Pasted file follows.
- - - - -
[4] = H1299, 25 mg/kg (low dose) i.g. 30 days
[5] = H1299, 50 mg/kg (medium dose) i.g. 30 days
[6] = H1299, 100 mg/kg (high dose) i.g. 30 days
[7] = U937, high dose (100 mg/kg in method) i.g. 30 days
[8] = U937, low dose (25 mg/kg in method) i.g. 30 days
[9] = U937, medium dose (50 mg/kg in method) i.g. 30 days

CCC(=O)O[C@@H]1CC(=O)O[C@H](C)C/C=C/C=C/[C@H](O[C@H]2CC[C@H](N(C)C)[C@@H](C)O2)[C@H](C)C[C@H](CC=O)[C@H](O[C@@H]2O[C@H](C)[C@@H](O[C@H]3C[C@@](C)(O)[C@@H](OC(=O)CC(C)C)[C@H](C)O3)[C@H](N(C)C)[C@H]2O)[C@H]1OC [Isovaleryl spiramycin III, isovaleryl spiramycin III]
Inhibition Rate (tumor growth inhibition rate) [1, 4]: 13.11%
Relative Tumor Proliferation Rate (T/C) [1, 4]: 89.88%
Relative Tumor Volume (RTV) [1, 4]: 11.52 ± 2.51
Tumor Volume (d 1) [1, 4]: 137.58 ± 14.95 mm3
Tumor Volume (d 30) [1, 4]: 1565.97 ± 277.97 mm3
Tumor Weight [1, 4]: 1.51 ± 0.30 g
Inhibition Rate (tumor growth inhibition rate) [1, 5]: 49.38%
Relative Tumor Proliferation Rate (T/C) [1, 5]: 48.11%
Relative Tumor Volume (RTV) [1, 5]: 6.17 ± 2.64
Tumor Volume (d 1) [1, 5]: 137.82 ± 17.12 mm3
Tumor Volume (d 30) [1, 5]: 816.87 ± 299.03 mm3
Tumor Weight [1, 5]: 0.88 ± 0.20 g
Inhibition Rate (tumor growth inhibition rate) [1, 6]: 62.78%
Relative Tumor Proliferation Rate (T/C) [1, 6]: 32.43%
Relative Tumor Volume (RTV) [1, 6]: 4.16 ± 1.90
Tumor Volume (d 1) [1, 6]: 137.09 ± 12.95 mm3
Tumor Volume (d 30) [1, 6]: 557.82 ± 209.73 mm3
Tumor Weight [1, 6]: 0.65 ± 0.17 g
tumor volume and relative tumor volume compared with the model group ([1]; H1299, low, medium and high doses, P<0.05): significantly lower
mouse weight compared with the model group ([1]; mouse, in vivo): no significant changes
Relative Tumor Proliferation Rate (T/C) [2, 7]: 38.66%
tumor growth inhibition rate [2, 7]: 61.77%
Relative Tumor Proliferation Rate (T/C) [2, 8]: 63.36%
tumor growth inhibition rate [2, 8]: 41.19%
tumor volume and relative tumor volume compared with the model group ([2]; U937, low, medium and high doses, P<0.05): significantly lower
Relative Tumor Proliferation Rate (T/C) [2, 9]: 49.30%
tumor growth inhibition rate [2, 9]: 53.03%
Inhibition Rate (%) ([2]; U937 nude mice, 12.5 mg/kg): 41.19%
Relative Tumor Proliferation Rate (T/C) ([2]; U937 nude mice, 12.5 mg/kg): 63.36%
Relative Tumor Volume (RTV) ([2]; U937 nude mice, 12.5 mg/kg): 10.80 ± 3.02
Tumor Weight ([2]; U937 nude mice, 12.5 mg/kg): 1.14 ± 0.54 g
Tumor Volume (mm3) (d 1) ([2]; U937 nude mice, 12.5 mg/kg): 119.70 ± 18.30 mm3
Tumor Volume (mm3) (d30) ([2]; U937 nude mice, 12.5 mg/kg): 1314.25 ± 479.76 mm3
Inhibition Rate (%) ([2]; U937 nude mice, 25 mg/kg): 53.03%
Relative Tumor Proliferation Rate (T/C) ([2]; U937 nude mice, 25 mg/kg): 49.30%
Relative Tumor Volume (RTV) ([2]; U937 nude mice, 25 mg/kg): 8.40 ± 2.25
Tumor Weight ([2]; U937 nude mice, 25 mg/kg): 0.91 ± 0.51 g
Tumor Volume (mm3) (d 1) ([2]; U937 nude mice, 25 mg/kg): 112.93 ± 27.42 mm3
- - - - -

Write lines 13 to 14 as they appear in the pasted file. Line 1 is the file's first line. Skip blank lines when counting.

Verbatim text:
Tumor Weight [1, 4]: 1.51 ± 0.30 g
Inhibition Rate (tumor growth inhibition rate) [1, 5]: 49.38%